Here's the thing. Enchanted. A lot of people love that movie, me included. But I was watching it tonight, and I realized I really only liked the first half. After that scene where Giselle gets angry for the first time, it just really... I don't know.

Am I weird for not liking the fact that Giselle changed so much? I mean, there are feminist groups all the time at Grinnell hosting Disney protests (which, as a Disney fanatic, bothers me to an extreme amount that I can't describe) where they discuss and analyze the movies to find examples of domestic abuse and sexism. Still, I refuse to think that there is something wrong with me for thinking that the Disney male-female roles are fine. Sure, there are some movies that drive me crazy (Sleeping Beauty... I'm looking at you. And Ariel is kind of a brat, yes, but she's also a teenager). But for the most part, I think they're fine.

What really bothers me about Enchanted is that Giselle had some of her optimism and naivete persuaded out of her. It's like, those are things to be *fixed*, because they're not realistic. Sure, she inspired some levity in Patrick Dempsey, but... I think I would have just liked the movie better if she had helped him work out his relationship with Nancy, and he helped her add depth to her relationship with Edward, and she went back to Andalasia and visited Patrick Dempsey/Nancy on occasion... instead of the Great True Love Swap that they had going on between the four of them. o_0

It's just, something about the second half of that movie... bothers me. And it bothers me a little that it bothers me. I mean, I consider myself to be a strong, independent woman who is happy being herself. I don't need men to validate me or give me meaning, I just want a companion, a best friend to spend the rest of my life with. In love. But if I wanted to be the kind of woman who stayed at home, raised a family, and depended completely on my man, I'd like to think that I'd have the freedom to do that without needing to be *fixed* by society, claiming I'm not living up to my potential as a woman or whatever.

I think being free as a woman, equality between the sexes, simply means that you can choose whichever way you want to live your life. If you want to be a Cougar and a high-powered CEO, than you can do that. On the flip side, if you want to marry at 18, become a homemaker and raise a family, then you can do that, too.

That said, and to end this on a positive note, I could watch the first half of Enchanted a zillion times and still love it. XD The second half is okay, but it just irks me for some reason I can't put my finger on.
Amidst all the anger and outrage I'm seeing over the recent Avatar casting, I'm just going to come out on a limb here, throw myself to the wolves, and admit that my initial reaction was:

"Oh. Hm. Okay."

Sure, I can understand how some people are angry and disappointed, like [livejournal.com profile] a_white_rain:"if you are thinking of offering up rationalizations for this creative decision - some thought or argument that makes it okay - don't. Don't do it. Keep it to yourself; post it to your own journal; keep it away from me. There is no acceptable defense." But in my opinion this very denial displays a noticeable lack of realistic thinking.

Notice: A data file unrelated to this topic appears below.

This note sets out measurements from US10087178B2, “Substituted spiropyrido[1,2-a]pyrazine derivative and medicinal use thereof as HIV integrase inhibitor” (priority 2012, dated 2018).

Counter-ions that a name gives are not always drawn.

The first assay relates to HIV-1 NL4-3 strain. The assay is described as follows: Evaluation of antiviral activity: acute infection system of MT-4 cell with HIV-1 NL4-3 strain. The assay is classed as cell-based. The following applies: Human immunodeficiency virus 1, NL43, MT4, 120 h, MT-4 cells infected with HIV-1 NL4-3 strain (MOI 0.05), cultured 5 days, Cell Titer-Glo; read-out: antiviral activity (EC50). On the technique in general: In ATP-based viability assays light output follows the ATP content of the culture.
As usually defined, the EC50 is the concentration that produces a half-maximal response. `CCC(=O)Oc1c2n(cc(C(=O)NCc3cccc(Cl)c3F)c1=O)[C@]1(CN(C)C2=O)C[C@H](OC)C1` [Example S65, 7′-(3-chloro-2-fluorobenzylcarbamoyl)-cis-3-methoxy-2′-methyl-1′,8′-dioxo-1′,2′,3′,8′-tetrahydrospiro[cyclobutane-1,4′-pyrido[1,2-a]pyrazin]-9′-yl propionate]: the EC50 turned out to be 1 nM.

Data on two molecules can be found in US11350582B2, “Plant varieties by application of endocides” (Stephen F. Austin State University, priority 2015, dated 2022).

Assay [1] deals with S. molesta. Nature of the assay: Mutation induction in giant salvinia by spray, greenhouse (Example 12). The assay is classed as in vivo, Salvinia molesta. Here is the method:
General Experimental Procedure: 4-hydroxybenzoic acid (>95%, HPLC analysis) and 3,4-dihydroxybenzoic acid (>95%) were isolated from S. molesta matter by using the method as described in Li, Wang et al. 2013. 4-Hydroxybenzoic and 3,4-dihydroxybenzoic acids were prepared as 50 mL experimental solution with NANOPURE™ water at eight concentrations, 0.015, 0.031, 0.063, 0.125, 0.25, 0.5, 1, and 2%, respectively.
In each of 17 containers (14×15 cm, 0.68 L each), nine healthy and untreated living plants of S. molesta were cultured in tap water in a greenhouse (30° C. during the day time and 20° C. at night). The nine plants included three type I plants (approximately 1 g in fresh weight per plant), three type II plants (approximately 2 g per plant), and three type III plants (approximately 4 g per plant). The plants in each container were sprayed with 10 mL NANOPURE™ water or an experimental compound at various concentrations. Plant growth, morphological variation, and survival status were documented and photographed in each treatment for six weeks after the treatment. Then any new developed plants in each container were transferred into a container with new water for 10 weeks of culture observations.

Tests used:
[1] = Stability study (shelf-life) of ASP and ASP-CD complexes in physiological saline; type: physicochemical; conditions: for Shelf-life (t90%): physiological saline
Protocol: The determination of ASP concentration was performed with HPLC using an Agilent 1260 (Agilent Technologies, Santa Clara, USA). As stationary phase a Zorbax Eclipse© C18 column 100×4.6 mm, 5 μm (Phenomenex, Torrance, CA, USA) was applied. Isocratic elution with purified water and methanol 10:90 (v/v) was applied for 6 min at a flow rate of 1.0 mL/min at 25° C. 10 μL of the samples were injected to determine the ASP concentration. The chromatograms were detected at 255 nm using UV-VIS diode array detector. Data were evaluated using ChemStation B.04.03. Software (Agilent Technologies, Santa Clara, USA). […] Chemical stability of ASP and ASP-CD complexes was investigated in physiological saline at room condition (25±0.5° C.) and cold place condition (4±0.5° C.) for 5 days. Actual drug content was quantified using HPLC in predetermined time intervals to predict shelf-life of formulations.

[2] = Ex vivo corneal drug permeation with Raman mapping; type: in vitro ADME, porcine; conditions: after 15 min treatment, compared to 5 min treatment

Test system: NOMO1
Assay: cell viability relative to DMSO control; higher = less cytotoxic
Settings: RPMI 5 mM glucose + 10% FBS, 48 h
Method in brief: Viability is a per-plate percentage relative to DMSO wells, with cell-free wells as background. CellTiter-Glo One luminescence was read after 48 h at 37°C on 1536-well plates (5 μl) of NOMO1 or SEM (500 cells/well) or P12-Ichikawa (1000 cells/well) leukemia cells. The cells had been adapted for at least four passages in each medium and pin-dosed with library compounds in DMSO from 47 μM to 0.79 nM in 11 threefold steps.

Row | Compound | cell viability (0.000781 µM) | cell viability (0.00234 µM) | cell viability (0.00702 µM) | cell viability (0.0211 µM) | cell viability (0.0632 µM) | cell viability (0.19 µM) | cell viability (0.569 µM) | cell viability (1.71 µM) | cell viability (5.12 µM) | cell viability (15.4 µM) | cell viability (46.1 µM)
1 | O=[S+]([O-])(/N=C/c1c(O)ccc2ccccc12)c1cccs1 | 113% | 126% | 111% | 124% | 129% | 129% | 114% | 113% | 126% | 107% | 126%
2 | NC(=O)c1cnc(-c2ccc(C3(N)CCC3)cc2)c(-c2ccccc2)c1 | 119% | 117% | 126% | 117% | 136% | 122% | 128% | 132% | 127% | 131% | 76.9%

Because, honestly? What did you expect? Really? -_-;; This movie is not being made for the 18-30 demographic, the one who sees this show and recognizes its depth and significance, its brilliantly written characters and it's true message about the hope of humanity. This movie is, and has always been, planned for the 8-14 Nickelodeon Age Group, the one that watches Hannah Montana and buys Zac Efron pillows. The production company does not want to make a Great Movie, they just want to make a Good Movie, one that they know will sell to a specific group and make a specific amount of profit. Entertainment is a business, not a service.

They're not going to take a chance on new, unknown Asian child actors. They're not going to take a chance on the gritty, heartwrenching storylines. They're going to have kids running around, throwing water and rocks at each other and eventually save the world, defeating evil grownups. Because that's what they recognize, that's what they see in this cartoon, and that's what they know will sell. It's a business. They don't care about the integrity of the show.

So if you were expecting, or even hoping, for some suitable representation of this wonderful, amazing show, then I'm afraid I'm going to have to call you naive. Because where we see a work of storytelling and emotional genius, all they will ever see is a kid's cartoon, and to expect anything more out of them is just ridiculous.

And the petition? A good gesture, but futile. You can rant and rave about it being offensive all you want, and it won't do any good because the execs know what I know: whether they cast Bi Rain or Jesse McCartney, every name on that list is a person who is a fan of the show, and at LEAST 50% of them, probably even more, won't be able to resist going to see it even if they *absolutely know* they will hate it.

Sorry to say it, but its true. They're not making an Avatar movie, and they never have been. They're making a Tween Movie, so just come to grips with it and roll with the punches.
I'm feeling a little defensive. So I'm going to rant. Because I want to. And I really hope people don't take offense to this, but I've just got to make it clear:

By clicking on this cut, you are agreeing that you won't take any of the rant underneath it personally. I really don't want to offend anyone. I just want to defend myself and my interests, because someone's got to. )

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k_puff

August 2010

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